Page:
So, you’ve had an episiotomy, what now? Sometimes, the recovery is pretty straightforward. We all experience pain and discomfort immediately following childbirth and some women with episiotomies will recover quickly and experience no long-term pain or pain during sex. Typically, within about three weeks after birth, most pain or discomfort should be gone.
If the pain is still present, check with your doctor to make sure all is well, and then come in for physical therapy with us (or another PT) once you’re cleared. Usually, when you’ve hit the six or eight-week mark, it’s safe to visit your PT, and we can start helping you feel better.
But, there are some easy ways to speed up healing, although you might need to enlist the support of your partner, your mom, your partner’s mom or friends and other family. What women truly need after childbirth is rest and support. They need to be able to simply relax and let their bodies heal.
We shouldn’t be doing laundry, cooking meals, cleaning house and handling a thousand chores in the weeks following childbirth. If people offer to help, let them. Let people take your other children to the park, fold your laundry or bring you meals. People love to help, and you need some time.
Ok, back to pain. I’ve written a previous blog about postpartum care, and many of the tips apply to moms who’ve undergone episiotomies. You can check out that article here. Postpartum Recovery: 6 Post-Hospital Essentials.
Definitely check out that blog, but in general, one option is the use of ice packs. These are amazing! You’ll definitely enjoy a few of these in the hospital in the hours and days following childbirth, but there are plenty of ice pack options available for women after they come back home. Do not underestimate the power of the ice pack! It’s amazing.
Sitz baths are another fantastic option for all postpartum mommies, especially those with episiotomies. This is a warm, shallow bath that allows you to relieve some of the itching and discomfort associated with childbirth and stitches. There are even sitz bath options that you can place on the toilet seat, to providing a cleansing and pain relief option after you go to the bathroom.
Let’s face it, going to the bathroom after childbirth isn’t exactly easy, but a sitz bath can lessen pain and ensure cleanliness. When you have a bowel movement, consider wiping with baby wipes or medicated pads. A peri bottle also can be used to help clean and this eliminates the need for using wipe or toilet paper on that delicate area. A sitz bath after a bowel movement can really help, especially during the first week or so after childbirth.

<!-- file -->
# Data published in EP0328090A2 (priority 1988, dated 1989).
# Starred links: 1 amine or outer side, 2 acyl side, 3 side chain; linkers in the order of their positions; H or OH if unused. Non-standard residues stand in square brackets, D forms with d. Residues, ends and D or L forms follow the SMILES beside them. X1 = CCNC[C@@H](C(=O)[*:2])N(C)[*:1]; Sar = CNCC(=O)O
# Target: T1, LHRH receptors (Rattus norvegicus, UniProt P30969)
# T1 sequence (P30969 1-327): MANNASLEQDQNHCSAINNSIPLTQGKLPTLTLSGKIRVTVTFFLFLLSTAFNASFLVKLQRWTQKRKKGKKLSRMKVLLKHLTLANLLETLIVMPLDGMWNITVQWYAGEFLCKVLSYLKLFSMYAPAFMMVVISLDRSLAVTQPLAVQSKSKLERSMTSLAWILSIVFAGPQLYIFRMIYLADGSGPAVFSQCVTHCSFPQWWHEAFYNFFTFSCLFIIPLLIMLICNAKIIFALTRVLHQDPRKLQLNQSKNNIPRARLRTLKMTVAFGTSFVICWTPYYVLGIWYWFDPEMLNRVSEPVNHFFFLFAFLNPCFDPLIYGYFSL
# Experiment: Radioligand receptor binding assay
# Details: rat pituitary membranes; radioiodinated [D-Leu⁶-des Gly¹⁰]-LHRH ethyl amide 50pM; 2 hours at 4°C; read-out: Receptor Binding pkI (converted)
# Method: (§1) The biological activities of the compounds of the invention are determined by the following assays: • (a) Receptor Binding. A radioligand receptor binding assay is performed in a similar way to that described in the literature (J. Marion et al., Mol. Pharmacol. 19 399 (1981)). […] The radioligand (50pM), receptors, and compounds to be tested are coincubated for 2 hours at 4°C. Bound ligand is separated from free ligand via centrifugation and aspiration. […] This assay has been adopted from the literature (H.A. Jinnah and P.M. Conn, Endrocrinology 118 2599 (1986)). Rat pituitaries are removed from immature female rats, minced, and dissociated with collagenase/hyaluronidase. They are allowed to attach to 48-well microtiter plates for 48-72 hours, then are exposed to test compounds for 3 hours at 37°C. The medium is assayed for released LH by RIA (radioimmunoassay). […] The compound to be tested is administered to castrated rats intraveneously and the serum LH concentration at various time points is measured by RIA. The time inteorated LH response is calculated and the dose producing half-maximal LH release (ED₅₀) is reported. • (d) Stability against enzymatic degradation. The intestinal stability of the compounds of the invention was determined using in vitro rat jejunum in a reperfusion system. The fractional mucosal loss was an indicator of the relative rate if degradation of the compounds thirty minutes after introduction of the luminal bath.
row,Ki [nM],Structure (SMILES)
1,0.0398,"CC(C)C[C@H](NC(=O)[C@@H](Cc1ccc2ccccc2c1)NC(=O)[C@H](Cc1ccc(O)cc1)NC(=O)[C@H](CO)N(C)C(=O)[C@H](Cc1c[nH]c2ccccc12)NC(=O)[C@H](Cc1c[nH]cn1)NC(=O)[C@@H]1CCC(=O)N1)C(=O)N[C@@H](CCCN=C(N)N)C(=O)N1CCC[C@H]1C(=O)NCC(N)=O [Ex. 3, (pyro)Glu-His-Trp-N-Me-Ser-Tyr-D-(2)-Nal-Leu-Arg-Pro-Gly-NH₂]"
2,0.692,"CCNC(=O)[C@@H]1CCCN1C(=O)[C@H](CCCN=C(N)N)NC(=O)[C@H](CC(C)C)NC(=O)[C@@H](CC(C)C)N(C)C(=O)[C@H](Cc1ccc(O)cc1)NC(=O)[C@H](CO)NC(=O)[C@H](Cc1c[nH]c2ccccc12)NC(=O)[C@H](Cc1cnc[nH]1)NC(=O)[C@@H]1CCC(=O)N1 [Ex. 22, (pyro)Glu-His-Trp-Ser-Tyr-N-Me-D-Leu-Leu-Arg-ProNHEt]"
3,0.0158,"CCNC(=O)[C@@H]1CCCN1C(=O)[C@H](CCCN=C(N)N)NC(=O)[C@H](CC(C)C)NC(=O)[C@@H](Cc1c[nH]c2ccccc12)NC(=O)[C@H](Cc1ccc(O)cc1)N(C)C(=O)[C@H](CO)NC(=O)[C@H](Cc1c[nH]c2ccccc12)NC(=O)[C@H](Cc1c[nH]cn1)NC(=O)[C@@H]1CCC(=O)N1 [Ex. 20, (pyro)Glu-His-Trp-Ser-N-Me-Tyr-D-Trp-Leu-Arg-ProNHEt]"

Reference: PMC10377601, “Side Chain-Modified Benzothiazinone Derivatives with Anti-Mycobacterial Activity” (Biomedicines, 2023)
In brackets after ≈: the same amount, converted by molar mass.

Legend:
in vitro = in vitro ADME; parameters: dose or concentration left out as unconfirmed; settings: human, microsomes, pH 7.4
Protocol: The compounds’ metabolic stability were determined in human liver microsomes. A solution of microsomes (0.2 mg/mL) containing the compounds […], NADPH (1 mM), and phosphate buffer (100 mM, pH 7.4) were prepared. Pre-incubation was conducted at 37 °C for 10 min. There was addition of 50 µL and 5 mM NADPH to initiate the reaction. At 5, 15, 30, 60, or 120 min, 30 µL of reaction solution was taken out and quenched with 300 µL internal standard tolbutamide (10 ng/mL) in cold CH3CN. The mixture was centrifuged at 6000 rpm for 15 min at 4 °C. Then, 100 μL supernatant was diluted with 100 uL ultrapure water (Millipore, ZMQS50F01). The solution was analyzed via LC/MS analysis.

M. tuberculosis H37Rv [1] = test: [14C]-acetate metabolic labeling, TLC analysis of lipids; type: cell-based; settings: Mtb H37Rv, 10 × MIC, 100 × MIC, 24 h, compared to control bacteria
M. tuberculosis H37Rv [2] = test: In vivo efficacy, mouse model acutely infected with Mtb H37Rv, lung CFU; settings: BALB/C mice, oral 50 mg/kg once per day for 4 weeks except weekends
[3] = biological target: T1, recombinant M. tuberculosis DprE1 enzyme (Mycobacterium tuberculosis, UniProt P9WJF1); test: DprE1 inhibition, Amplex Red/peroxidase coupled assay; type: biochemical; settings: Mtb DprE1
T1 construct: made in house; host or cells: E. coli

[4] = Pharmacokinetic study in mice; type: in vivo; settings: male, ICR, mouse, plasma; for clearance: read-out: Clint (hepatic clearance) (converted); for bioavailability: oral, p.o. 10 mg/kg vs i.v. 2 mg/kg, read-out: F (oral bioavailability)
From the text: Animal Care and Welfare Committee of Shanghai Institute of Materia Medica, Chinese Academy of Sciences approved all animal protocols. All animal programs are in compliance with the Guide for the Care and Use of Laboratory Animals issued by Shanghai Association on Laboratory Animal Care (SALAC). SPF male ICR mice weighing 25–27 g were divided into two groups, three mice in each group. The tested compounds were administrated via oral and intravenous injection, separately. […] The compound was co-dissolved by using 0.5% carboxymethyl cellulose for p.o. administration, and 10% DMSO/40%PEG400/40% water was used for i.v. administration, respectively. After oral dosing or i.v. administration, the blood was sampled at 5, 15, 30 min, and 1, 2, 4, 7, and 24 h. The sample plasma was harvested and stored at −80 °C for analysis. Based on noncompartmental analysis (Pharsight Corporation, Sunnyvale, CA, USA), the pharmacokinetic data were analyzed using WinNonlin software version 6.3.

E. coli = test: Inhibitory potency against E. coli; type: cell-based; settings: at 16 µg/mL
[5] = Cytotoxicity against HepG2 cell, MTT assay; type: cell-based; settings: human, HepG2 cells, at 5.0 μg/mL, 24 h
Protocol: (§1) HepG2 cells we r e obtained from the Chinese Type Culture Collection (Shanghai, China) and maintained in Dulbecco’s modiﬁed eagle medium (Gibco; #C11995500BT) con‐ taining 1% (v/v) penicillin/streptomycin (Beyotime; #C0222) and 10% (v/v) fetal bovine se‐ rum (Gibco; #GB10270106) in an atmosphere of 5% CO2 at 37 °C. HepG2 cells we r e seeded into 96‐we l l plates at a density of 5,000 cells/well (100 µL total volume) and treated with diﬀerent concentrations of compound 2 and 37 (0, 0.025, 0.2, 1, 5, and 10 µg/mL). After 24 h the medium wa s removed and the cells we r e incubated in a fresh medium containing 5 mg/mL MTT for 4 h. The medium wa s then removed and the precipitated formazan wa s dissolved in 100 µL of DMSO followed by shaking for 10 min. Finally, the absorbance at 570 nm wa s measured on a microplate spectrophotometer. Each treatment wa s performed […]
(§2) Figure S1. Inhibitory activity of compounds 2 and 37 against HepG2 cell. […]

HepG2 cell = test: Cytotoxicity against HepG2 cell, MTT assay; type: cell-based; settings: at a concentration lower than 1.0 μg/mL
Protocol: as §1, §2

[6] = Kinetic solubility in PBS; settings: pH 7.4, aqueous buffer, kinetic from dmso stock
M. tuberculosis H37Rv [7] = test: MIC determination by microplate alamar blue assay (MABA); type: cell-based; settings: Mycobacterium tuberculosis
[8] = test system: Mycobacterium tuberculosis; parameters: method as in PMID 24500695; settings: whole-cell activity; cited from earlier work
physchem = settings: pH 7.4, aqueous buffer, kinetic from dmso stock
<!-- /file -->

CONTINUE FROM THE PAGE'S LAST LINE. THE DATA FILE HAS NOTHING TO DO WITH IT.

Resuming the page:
While women’s health care has come a long way in the last few decades, in the United States, our approach to obstetrics tends to be sadly lacking, especially when you consider the high level of care provided to women in countries such as France, which really understands the benefits of care during all stages of pregnancy – during pregnancy, during delivery & post-partum.
Do not, for one second, believe that you don’t deserve the best postpartum care. Naturally, we are focused on our new baby, a beautiful miracle that we love with all our heart and soul. However, as mommies, aren’t we better able to parent and nurture if we address our postpartum needs?
How can a mom be at her best, when she’s uncomfortable and in pain? When we focus on postpartum care, we speed up healing and make this self-care makes it easier for us to be caregivers. Our bodies are amazing; we grow and deliver actual human beings. Just think about how amazing that is for a second. Don’t our bodies (and our souls) deserve a little postpartum care after we bring a new life into the world? Yes, yes, yes, we do!
If you’ve had an episiotomy, and you are still experiencing pain or discomfort in the weeks following childbirth, give our office a call. We also can help postpartum mommies with C-section pain, incontinence, painful intercourse, pelvic pain or any other issue commonly associated with childbirth.
People may tell you that episiotomy pain is normal, but while many women experience pain, severe itching and other types of discomfort, this can be alleviated, and we can help. Just because a symptom is common or seemingly “normal,” this doesn’t mean we can’t help you feel better.
Think of it this way: If you have asthma and are wheezing, this is a normal symptom, but you don’t simply sit around and continue wheezing. Typically, there are medications or breathing techniques that you will use to alleviate the problem.
It’s the same with postpartum issues. Episiotomy pain may be common, but that doesn’t mean we can’t make it go away or reduce the discomfort. Incontinence also might be a common side effect of childbirth, but you don’t have to just deal with it and think it’s the new norm.
Of course, if you are still pregnant, this is an ideal time to schedule an appointment. We don’t just provide episiotomy and postpartum care; we can help you ease the discomfort of pregnancy and better prepare for childbirth and recovery. Armed with an arsenal of postpartum recovery tools, you’ll find that the entire birthing process is much easier and less stressful.
A look into how episiotomies came to be and why they are becoming less and less frequent…
Kegels are not the cure-all. Let me, a professional pelvic floor physical therapist explain why and how we can really strengthen those “down there” muscles.